With Book at quarterback the running game becomes way more important. If the run game isn’t there the offense would need to dink and dunk down the field with short passes, unless Book shows that he can throw the ball downfield. This is a running back by committee situation, and it will get a big boost with the return of Dexter Williams this week (suspension) and give Notre Dame three quality backs to work with.
The Stanford offense has been most successful when K.J. Costello has taken advantage of the size mismatches his receivers and tight ends enjoy over opposing defensive backs. How do you expect the Notre Dame defense to handle Stanford's big receivers?
Notre Dame's defense isn’t to worried about size after going against their big receivers and tight ends in practice. Three of the five main receivers are over 6’3” and the shortest of the four tight ends is 6’4”. One way to match up against bigger receivers and tight ends is playing in the nickel formation with Julian Love moving from corner to nickel and bringing in a third cornerback in Donte Vaughn, who is 6’3” 212 lbs.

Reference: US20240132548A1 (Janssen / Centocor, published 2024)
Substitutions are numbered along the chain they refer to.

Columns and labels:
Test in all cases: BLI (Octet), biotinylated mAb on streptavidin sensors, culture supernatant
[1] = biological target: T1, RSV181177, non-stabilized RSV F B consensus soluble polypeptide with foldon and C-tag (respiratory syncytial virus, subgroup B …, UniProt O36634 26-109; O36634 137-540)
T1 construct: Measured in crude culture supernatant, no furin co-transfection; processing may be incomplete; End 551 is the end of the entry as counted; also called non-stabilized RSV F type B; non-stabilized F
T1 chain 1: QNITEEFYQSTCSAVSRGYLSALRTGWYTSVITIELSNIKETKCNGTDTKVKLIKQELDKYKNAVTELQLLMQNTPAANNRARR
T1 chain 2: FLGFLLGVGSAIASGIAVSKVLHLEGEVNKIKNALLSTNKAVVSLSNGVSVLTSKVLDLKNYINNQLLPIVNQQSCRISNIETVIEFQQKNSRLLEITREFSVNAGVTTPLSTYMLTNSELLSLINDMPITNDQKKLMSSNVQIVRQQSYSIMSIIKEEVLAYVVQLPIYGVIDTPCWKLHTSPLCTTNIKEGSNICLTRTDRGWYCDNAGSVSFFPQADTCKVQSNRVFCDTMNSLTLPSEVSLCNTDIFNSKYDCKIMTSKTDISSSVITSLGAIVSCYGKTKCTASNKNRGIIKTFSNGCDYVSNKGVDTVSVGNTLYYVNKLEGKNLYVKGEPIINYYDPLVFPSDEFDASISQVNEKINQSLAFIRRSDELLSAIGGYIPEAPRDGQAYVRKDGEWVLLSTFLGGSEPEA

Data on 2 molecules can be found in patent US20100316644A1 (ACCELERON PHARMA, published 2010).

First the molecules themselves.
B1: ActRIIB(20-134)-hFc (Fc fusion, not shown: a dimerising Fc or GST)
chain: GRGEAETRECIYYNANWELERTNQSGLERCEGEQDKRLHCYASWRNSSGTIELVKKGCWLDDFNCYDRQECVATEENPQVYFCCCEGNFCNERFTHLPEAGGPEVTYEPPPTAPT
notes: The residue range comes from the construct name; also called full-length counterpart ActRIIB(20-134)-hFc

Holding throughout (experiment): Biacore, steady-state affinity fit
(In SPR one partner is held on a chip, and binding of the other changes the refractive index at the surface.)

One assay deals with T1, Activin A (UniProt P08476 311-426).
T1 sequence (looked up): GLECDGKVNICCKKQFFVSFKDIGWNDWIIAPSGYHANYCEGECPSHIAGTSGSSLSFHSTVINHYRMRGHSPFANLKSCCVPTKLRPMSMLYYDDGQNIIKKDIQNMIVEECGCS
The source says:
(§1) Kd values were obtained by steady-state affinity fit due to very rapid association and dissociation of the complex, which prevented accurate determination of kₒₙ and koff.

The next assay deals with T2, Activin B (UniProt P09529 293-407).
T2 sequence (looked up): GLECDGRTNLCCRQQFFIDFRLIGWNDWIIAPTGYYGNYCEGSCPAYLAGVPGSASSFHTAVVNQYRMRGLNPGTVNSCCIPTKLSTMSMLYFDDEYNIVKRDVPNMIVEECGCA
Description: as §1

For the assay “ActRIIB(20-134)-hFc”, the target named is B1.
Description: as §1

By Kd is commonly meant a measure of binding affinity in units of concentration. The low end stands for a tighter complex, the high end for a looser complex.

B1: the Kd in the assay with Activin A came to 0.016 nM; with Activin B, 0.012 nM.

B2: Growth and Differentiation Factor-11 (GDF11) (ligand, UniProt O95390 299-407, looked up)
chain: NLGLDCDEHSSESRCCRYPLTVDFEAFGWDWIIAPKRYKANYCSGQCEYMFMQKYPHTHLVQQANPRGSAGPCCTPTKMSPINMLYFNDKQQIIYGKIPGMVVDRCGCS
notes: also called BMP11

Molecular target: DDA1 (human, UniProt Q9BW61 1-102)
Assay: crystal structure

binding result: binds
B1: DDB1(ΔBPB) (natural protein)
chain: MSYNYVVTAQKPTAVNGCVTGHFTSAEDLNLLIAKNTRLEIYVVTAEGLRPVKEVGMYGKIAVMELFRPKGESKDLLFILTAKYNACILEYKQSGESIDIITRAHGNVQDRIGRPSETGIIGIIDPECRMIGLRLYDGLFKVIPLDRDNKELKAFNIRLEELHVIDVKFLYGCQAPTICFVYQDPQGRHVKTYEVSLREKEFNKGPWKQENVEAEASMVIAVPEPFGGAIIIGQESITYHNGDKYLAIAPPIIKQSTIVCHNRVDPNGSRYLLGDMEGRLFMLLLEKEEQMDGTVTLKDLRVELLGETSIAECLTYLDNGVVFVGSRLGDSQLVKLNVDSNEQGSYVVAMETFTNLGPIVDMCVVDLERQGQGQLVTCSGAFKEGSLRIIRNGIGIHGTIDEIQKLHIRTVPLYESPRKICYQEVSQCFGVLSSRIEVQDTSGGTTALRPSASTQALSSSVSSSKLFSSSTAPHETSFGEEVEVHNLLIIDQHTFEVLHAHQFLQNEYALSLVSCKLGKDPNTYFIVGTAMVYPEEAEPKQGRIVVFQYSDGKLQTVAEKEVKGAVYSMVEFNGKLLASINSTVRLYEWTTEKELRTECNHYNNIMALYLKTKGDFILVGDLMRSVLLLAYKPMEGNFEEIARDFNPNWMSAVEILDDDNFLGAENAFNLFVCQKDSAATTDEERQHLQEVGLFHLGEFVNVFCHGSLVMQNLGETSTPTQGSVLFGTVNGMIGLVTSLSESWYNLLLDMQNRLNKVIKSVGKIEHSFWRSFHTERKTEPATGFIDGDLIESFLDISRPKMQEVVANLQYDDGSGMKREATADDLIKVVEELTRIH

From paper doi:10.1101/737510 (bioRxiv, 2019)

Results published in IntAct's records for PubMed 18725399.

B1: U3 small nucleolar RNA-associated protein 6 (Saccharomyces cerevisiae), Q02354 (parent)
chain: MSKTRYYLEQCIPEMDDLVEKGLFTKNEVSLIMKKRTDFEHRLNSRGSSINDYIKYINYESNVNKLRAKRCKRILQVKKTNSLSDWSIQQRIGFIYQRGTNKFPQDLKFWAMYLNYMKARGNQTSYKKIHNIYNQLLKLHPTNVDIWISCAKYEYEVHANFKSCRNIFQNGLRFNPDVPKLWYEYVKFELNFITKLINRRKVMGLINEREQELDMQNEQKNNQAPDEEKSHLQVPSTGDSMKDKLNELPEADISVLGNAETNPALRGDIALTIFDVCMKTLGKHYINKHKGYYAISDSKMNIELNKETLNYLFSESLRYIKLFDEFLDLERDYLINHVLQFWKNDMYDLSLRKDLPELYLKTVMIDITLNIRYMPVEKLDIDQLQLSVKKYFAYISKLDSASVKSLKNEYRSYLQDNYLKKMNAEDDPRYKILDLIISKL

The Stanford offensive line has struggled due to injuries and inconsistent lineups. Tell me about Notre Dame's front seven. Who should we watch on Saturday night?
The defensive line is the deepest position on the team and and the quarterbacks Notre Dame has played against this year would quickly agree! The Wake Forest quarterback was hit more in the first two quarters than he was in the previous three games combined. Julian Okwara and Khalid Kareem will be rushing off the edge with Jerry Tillery coming up the middle. Backup defensive ends Daelin Hayes and Adi Ogundeji can come in at any point and bring more pressure than most of the defensive end starters Notre Dame has had in very long time!
Stanford has beaten the Irish seven of the last nine times they've played. What would a win on Saturday mean for the Irish?
It would be a huge step in the right direction. In order for Notre Dame to think about playoffs, they need to figure out how to beat Stanford
Finally, what's your prediction? Give me a final score and your best guess as to how we get there.
This has become a big rivalry, not only on the field, but with recruiting as well and both coaches will have their teams ready to play. It will be a back and forth game with home field advantage being the deciding factor in my prediction. I predict Notre Dame to win, 27-24.